However, autumn/winter 2024 has seen a resurgence of "traditional institutions", with the social media profiles of the most important media publications accounting for the largest

share of voice

Share of Voice (SOV) is a measure of a company's visibility in online marketing.

(31.1 percent) across all categories of "influencers".

Karla Otto explains the resurgence of traditional media, albeit on social platforms, not necessarily just with their authority, but above all with access to all areas of the industry, which according to the report is a "perfect formula for social success".

Miu Miu AW24. Credits: ©Launchmetrics/spotlight.

As an example of this perfect formula, the report cited industry magazine Business of Fashion's 'Backstage Pass' video series, which offered viewers behind-the-scenes insights into major fashion shows such as designer Sean McGirr's debut at Alexander McQueen, as well as Miu Miu's collaboration with Julia Hobb, acting fashion features director of British Vogue. Hobbs filmed a series of TikTok videos featuring the models from the Miu Miu show, generating a total of 9.16 million views, helping to increase the brand's media value by 79 percent year-on-year.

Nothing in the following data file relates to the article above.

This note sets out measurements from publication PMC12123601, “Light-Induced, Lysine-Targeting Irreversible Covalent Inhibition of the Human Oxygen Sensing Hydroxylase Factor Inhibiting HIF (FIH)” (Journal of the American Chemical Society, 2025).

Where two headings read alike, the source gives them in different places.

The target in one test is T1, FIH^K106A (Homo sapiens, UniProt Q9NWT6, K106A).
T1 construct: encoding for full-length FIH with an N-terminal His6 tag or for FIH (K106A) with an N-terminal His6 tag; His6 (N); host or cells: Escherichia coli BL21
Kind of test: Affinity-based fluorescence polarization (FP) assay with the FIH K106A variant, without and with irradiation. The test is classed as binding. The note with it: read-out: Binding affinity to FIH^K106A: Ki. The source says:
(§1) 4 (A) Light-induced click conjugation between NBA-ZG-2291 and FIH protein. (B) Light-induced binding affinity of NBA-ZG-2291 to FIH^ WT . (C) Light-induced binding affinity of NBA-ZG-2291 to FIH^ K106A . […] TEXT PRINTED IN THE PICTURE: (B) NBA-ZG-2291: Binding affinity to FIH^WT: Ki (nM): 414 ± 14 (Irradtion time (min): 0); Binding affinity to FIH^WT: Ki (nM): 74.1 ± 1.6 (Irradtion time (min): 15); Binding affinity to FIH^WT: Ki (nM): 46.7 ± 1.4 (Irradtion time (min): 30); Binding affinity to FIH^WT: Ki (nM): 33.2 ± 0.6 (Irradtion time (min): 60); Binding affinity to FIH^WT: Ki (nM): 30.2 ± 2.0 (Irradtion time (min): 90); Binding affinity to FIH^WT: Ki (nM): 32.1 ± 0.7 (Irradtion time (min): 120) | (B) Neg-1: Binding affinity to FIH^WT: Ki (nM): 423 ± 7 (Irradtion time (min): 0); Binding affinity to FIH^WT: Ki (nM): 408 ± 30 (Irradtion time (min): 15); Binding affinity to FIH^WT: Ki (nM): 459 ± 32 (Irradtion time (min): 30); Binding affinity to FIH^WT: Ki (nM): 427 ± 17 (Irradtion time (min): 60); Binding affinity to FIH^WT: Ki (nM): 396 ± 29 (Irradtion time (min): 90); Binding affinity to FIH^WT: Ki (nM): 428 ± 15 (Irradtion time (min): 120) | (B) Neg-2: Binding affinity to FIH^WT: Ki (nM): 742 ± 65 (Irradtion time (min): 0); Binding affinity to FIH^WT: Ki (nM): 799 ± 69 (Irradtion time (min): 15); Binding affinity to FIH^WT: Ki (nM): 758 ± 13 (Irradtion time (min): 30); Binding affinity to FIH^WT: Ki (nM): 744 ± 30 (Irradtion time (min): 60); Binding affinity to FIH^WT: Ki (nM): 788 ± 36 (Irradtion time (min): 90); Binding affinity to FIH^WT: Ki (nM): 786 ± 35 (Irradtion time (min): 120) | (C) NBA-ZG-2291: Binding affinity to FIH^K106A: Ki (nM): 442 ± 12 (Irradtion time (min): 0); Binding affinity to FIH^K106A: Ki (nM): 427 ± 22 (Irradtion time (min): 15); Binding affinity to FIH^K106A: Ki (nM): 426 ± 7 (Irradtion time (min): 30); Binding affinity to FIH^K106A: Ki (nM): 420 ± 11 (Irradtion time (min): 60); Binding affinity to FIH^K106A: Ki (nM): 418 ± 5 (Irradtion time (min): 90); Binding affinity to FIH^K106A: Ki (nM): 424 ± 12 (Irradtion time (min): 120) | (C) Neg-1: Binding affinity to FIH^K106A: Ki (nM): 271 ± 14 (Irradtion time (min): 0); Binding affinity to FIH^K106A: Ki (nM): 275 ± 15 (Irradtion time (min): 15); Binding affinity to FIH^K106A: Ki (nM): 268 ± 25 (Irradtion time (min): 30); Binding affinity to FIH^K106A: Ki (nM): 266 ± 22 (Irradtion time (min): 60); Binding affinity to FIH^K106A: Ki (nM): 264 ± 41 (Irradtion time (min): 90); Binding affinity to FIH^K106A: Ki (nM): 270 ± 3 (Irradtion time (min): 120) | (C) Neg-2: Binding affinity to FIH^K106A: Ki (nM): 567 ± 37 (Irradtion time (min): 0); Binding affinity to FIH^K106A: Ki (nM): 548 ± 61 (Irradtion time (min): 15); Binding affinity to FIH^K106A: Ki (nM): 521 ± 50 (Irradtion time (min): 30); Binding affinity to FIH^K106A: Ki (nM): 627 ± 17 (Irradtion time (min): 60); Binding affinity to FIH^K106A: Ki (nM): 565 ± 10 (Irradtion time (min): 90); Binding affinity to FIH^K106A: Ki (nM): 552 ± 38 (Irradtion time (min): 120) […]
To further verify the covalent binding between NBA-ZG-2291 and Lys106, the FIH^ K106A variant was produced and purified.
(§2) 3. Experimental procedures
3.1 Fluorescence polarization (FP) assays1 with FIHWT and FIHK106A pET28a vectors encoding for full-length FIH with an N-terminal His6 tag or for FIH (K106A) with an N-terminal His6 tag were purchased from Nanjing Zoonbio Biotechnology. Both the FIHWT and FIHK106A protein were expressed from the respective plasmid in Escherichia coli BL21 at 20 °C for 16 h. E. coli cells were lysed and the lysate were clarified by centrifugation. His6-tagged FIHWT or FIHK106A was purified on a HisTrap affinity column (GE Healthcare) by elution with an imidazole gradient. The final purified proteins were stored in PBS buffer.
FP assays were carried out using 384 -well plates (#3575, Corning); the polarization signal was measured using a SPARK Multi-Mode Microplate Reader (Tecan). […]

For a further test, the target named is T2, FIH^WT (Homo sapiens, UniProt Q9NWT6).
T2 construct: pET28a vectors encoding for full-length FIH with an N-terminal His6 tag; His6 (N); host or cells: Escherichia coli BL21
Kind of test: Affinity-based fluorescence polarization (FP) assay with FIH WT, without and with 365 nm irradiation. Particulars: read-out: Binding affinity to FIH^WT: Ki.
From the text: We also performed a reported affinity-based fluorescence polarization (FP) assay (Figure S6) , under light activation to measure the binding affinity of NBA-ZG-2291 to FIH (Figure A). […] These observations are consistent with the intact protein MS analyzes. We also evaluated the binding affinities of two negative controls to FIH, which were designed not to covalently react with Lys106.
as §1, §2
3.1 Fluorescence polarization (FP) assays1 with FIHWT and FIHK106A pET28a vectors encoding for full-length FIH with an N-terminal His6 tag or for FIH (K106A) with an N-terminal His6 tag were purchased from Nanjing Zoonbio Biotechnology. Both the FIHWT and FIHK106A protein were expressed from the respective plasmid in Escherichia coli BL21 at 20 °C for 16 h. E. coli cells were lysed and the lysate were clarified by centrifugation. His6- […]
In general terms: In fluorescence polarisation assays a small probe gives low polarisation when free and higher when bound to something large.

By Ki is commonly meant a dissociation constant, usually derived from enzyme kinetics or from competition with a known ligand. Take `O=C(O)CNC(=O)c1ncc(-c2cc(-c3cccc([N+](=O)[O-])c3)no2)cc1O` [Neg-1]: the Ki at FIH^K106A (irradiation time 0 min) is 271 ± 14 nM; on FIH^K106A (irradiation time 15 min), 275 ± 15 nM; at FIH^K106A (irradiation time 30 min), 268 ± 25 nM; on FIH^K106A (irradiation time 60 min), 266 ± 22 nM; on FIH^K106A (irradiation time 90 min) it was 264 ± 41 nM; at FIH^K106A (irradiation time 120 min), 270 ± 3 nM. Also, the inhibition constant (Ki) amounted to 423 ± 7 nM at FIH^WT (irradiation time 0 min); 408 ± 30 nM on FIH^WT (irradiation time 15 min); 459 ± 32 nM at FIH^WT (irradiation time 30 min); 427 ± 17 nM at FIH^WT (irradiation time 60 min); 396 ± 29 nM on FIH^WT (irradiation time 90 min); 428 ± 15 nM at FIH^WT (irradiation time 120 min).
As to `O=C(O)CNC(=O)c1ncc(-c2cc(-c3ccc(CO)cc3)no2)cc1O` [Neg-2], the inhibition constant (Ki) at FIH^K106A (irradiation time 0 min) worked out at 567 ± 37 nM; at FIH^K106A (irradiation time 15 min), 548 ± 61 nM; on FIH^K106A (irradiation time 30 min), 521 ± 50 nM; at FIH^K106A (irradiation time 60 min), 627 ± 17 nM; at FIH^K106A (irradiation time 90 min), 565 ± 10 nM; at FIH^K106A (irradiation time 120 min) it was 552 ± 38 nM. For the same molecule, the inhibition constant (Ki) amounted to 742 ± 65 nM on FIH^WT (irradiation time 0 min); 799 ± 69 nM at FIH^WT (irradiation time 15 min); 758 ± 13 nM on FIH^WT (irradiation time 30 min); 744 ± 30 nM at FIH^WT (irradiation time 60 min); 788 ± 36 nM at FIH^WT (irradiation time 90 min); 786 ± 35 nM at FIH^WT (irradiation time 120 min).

Top media profiles in autumn/winter 2024, measured by EMV

  • Media: 31.9 percent of the total EMV⁣⁣
  • Musicians: 29.35 percent of the total EMV⁣⁣
  • Actors: 14.37 percent of the total EMV⁣⁣
  • Influencers: 13.9 percent of the total EMV⁣⁣